PNG images: Mirror

A mirror is an object that reflects light in such a way that, for incident light in some range of wavelengths, the reflected light preserves many or most of the detailed physical characteristics of the original light. This is different from other light-reflecting objects that do not preserve much of the original wave signal other than colour and diffuse reflected light.

We currently have 58 Mirror PNG images.

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The first mirrors used by humans were most likely pools of dark, still water, or water collected in a primitive vessel of some sort. The requirements for making a good mirror are a surface with a very high degree of flatness (preferably but not necessarily with high reflectivity), and a surface roughness smaller than the wavelength of the light. The earliest manufactured mirrors were pieces of polished stone such as obsidian, a naturally occurring volcanic glass. Examples of obsidian mirrors found in Anatolia (modern-day Turkey) have been dated to around 6000 BC. Mirrors of polished copper were crafted in Mesopotamia from 4000 BC, and in ancient Egypt. These mirrors were from around 3000 BC. Polished stone mirrors from Central and South America date from around 2000 BC onwards. In China, bronze mirrors were manufactured from around 2000 BC, some of the earliest bronze and copper examples being produced by the Qijia culture. Mirrors made of other metal mixtures (alloys) such as copper and tin speculum metal may have also been produced in China and India. Mirrors of speculum metal or any precious metal were hard to produce and were only owned by the wealthy. These stone and metal mirrors could be made in very large sizes, but were difficult to polish and get perfectly flat; a process that became more difficult with increased size; so they often produced warped or blurred images. Stone mirrors often had poor reflectivity compared to metals, yet metals scratch or tarnish easily, so they frequently needed polishing. Depending upon the colour, both often yielded reflections with poor colour rendering. The poor image quality of ancient mirrors explains 1 Corinthians 13's reference to seeing "as in a mirror, darkly."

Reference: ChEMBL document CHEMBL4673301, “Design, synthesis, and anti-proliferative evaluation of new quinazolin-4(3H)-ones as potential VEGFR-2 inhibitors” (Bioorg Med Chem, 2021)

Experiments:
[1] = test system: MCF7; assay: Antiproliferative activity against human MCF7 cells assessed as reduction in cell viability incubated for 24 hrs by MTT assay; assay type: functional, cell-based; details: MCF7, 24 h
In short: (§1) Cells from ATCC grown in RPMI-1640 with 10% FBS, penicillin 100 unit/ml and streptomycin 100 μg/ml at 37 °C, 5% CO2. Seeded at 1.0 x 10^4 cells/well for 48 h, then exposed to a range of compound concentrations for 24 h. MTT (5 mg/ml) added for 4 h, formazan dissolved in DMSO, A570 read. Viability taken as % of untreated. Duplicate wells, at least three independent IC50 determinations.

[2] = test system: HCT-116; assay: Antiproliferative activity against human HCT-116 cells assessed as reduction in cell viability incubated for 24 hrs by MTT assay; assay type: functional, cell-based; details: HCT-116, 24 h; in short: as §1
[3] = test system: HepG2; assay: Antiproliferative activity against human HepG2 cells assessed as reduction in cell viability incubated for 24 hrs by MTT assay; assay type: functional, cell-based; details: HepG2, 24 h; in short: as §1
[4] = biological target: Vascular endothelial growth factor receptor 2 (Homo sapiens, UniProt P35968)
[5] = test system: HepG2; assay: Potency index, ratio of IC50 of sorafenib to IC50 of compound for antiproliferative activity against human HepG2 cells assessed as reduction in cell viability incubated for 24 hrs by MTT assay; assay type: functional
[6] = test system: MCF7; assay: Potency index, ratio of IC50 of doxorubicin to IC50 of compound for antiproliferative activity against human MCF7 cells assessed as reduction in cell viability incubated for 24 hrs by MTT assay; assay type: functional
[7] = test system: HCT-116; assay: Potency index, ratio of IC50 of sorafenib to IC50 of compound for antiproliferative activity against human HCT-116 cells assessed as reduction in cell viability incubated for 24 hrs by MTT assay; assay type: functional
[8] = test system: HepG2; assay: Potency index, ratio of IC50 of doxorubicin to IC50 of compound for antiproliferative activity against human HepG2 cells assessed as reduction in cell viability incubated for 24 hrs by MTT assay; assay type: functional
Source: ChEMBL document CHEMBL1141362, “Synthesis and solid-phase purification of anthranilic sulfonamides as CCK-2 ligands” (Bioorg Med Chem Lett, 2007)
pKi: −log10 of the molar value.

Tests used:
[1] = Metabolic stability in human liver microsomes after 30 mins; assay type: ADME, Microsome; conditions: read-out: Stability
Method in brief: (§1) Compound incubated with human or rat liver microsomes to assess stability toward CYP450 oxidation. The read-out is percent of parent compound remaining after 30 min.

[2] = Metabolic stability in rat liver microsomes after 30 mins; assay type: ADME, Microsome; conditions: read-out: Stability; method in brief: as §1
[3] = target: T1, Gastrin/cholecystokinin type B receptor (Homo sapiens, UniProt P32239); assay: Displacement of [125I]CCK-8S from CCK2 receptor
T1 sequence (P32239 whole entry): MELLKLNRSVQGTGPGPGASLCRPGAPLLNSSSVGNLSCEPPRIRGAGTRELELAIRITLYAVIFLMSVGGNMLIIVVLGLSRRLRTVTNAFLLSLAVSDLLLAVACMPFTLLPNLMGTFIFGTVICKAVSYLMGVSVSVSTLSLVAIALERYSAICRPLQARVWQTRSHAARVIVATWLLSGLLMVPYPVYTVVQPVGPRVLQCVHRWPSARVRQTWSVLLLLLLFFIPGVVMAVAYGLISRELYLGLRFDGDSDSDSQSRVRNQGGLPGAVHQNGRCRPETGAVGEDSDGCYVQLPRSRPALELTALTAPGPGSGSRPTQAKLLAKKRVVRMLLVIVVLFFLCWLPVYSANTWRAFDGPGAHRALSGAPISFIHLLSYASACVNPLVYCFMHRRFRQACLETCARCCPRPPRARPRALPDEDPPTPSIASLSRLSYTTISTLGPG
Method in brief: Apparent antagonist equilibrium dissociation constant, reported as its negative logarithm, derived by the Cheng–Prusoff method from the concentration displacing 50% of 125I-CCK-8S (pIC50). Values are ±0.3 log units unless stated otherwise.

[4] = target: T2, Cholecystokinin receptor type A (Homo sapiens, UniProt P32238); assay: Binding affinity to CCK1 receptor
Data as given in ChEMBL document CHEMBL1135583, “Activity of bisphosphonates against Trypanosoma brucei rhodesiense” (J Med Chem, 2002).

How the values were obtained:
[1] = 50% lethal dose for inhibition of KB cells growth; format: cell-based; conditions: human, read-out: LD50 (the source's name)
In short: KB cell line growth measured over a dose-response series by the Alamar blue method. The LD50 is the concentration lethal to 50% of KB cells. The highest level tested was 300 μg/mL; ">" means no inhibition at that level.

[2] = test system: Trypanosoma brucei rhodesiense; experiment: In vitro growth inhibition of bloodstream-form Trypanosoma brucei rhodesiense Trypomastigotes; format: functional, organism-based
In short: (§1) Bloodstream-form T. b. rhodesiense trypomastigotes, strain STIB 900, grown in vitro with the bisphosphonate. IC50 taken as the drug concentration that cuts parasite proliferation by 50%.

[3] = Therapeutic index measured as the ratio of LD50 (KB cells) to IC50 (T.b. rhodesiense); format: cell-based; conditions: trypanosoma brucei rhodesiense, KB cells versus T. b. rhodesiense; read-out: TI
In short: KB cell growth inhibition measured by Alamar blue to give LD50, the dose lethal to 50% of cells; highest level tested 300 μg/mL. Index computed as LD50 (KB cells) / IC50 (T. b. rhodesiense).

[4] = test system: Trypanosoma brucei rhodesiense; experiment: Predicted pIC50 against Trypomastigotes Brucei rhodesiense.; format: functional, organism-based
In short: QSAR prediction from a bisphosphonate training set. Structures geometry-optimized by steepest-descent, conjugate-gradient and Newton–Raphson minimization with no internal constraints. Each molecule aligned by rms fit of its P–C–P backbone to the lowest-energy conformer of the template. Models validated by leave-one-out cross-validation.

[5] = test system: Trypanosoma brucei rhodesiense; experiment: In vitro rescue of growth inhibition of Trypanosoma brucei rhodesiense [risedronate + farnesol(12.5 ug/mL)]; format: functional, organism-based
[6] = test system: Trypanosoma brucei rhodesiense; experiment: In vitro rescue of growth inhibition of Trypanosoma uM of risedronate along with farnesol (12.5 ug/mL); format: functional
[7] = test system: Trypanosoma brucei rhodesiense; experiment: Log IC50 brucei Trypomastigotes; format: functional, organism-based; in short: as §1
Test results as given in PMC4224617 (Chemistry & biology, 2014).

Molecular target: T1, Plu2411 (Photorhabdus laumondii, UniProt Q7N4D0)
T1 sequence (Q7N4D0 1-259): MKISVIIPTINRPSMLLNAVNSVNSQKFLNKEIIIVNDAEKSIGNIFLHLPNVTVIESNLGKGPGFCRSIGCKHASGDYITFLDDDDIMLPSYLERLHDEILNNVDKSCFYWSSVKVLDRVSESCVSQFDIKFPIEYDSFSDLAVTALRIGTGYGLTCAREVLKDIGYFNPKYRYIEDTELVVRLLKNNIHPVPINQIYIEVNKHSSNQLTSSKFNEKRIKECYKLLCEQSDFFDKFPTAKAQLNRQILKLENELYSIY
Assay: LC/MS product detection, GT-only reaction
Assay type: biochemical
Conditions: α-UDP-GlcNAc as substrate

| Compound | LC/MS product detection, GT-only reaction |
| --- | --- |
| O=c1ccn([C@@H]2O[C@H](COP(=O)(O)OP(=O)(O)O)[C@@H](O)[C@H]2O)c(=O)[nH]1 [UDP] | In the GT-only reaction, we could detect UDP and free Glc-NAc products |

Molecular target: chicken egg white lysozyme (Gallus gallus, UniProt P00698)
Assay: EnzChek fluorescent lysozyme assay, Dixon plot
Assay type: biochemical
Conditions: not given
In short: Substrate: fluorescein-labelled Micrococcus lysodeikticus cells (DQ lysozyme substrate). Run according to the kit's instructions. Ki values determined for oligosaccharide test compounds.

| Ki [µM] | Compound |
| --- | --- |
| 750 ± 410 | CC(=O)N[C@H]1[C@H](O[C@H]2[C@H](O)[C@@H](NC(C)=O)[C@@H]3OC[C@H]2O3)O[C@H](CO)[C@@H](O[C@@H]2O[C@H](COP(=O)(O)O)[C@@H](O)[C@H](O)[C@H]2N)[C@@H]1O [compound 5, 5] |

Glass was a desirable material for mirrors. Because the surface of glass is naturally smooth, it produces reflections with very little blur. In addition, glass is very hard and scratch resistant. However, glass by itself has little reflectivity, so people began coating it with metals to increase the reflectivity. Metal-coated glass mirrors are said by the Roman scholar Pliny the Elder to have been invented in Sidon (modern-day Lebanon) in the first century AD, although no archeological evidence of them date from before the third century. According to Pliny, the people of Sidon developed a technique for creating crude mirrors by coating blown glass with molten lead. Glass mirrors backed with gold leaf are mentioned by Pliny in his Natural History, written in about 77 AD. Because there were few ways to make a smooth piece of glass with a uniform thickness, these ancient glass-mirrors were made by blowing a glass bubble, and then cutting off a small, circular section, producing mirrors that were either concave or convex. These circular mirrors were typically small, from only a fraction of an inch to as much as eight inches in diameter. These small mirrors produced distorted images, yet were prized objects of high value. These ancient glass mirrors were very thin, thus very fragile, because the glass needed to be extremely thin to prevent cracking when coated with a hot, molten metal. Due to the poor quality, high cost, and small size of these ancient glass mirrors, solid metal-mirrors primarily of steel were usually preferred until the late nineteenth century.

Parabolic mirrors were described and studied in classical antiquity by the mathematician Diocles in his work On Burning Mirrors. Ptolemy conducted a number of experiments with curved polished iron mirrors, and discussed plane, convex spherical, and concave spherical mirrors in his Optics. Parabolic mirrors were also described by the physicist Ibn Sahl in the 10th century, and Ibn al-Haytham discussed concave and convex mirrors in both cylindrical and spherical geometries, carried out a number of experiments with mirrors, and solved the problem of finding the point on a convex mirror at which a ray coming from one point is reflected to another point. By the 11th century, clear glass mirrors were being produced in Moorish Spain.

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